Remember, the objective is to ensure that your food remains hotter than 140 degrees for the longest time possible, until consumed. Per FDA and CDC recommendations, hot foods should not be kept at less than 140 degrees for more than two hours, or more than one hour if your current room temperature is above 90 degrees. So here’s how to do it.
- Start with your choice of 18/8 stainless steel double-walled insulated food jar. This is non-negotiable for hot foods.
- Before you start packing your food, pour boiling water into your food jar and put the lid on, to preheat your container. Also non-negotiable – there are sources that will tell you it “really makes no difference”. Eight (or more) degrees’ difference, people. When it comes to food safety, that’s a difference. Leave the hot water in there until you’re ready to fill the jar with food, then empty out and give it a quick wipe down to dry.
- Heat your food. The trick here is to heat it HOTTER THAN YOU WOULD IF YOU WERE GOING TO EAT IT. For example, 140-150 degrees would likely be pretty-hot-to-way-too-hot for my kids to eat their lunches immediately. But they won’t be eating immediately, so you want things super hot before they go, so that they are still hot enough to be safe when they’re consumed. You want those suckers heated to above 165 degrees – ideally 175-200 degrees (the lunches, not the kids – just sayin’). Toss your food in the microwave, or in the oven (my hubby will wrap in a layer of parchment paper or tin foil sometimes for this, but mostly, it’s the microwave) to get it piping-steaming-Daniel-Craig-inCasino-Royale hot, and only THEN throw it in your preheated food jar. If you’re wanting to heat previously-frozen foods, you may either want to count in a little extra time to make up for that, or thaw your foods IN THE FRIDGE overnight, and then just heat in the morning.
*Remember that kids are actually really really really okay with eating some “hot foods” chilled instead of hot. Breakfast Burritos, pancakes, Pesto Wraps – these can all go straight into the lunchbox as described below, without needing to heat first, or separate into food jars.
- Proceed to pack your lunchbox, pretty much ignoring the food jar. In other words, if you have cold foods that require ice packs, go ahead and pack your ice packs as you normally would (see below). The double-walled nature of the food jar, plus the preheating (see? Toldja it was important!) should protect the jar’s contents from the rest of your meal.
If using one of the food jars I’m recommending here, you should be good to go at least 4 hours.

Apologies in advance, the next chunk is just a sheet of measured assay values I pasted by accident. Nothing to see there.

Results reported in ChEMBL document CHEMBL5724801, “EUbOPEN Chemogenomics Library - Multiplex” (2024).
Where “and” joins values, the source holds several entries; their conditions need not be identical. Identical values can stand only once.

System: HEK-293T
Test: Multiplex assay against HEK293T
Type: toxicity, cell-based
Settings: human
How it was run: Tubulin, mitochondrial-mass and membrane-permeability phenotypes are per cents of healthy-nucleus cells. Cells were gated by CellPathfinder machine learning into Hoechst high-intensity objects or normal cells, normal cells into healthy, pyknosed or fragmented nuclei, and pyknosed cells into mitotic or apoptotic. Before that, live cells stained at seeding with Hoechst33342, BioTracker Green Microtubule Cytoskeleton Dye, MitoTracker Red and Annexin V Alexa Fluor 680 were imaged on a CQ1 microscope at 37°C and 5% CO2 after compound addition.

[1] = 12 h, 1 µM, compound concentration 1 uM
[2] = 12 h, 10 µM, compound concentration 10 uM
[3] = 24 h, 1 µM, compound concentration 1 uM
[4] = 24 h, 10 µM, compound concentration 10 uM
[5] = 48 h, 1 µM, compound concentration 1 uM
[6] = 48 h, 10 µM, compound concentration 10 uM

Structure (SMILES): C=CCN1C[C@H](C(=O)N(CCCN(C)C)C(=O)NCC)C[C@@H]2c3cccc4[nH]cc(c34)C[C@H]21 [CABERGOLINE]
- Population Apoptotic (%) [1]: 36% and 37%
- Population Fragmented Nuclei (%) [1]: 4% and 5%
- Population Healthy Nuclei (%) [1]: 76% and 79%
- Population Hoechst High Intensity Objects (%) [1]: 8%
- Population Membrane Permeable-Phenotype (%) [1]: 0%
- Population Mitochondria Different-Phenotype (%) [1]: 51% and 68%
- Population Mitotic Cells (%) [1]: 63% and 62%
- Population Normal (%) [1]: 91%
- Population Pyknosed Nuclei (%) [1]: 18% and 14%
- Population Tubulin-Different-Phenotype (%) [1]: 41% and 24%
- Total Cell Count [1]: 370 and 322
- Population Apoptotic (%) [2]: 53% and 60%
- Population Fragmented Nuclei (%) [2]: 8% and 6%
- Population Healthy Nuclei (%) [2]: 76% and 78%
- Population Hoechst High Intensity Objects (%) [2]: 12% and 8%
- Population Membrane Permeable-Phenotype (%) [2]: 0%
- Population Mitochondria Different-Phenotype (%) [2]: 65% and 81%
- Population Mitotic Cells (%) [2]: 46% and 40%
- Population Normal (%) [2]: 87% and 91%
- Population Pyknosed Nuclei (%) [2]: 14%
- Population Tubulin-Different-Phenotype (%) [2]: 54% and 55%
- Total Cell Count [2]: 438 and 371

Here, the FDA and CDC recommend keeping foods below 40 degrees, so that’s what we’ll be shooting for.
- You’ll need a couple of ice packs. Place one ice pack in your lunchbox, underneath your food container.
- Frozen wraps and pies and such take about five hours to thaw to non-ice-crystal temps, so if you have a longer wait till lunch, you can pack frozen items directly into your container straight from the freezer. If you only have 3-4 hours till lunch, try thawing your foods the night before in the fridge (you can even throw them in the container so they thaw already “packed!”).
Place your refrigerated or frozen food directly into the compartments in your lunchbox, and cover with the lid.
- Place a second ice pack over container.
- If packing Smoothie Push-Up Pops, place Pop between cold food container and second ice pack. If your child is younger, and you’re afraid they may not be careful about popping the lid back on the Pop mold, you can include a plastic baggie to wrap it in (though part of the beauty of this system is that pretty much everything is reusable and you generate far less waste with no need for baggies).
- Proceed to fill your lunchbox as you would otherwise, with hot food jars or water bottles and mini dipper containers if desired.
You should be good to go for about 4 hours (longer if frozen lunch), knowing your foods will not have sat at a “room temperature” value for over two hours, even if they are no longer in target zone by the time lunch is served.
ALSO! How to pack yogurt/sliced juicy fruit/other squishy things in your standard cold-food container without a leak-proof seal:
If you’re using either of the systems I recommend, EasyLunchboxes or PlanetBox, you know by now that the main compartments are not leak resistant because they are made to be easy to open. I use the dipper containers that both systems offer for sauces and such, but when packing slices of peaches, for example, you can always cut a small rectangle of Glad Cling wrap, Saran wrap, or even parchment paper, and lay over the compartment in question, letting the edges of the wrapping material hang off (it doesn’t matter if the lid on your container catches it as you close, the point is there will be no drippage between your main compartments).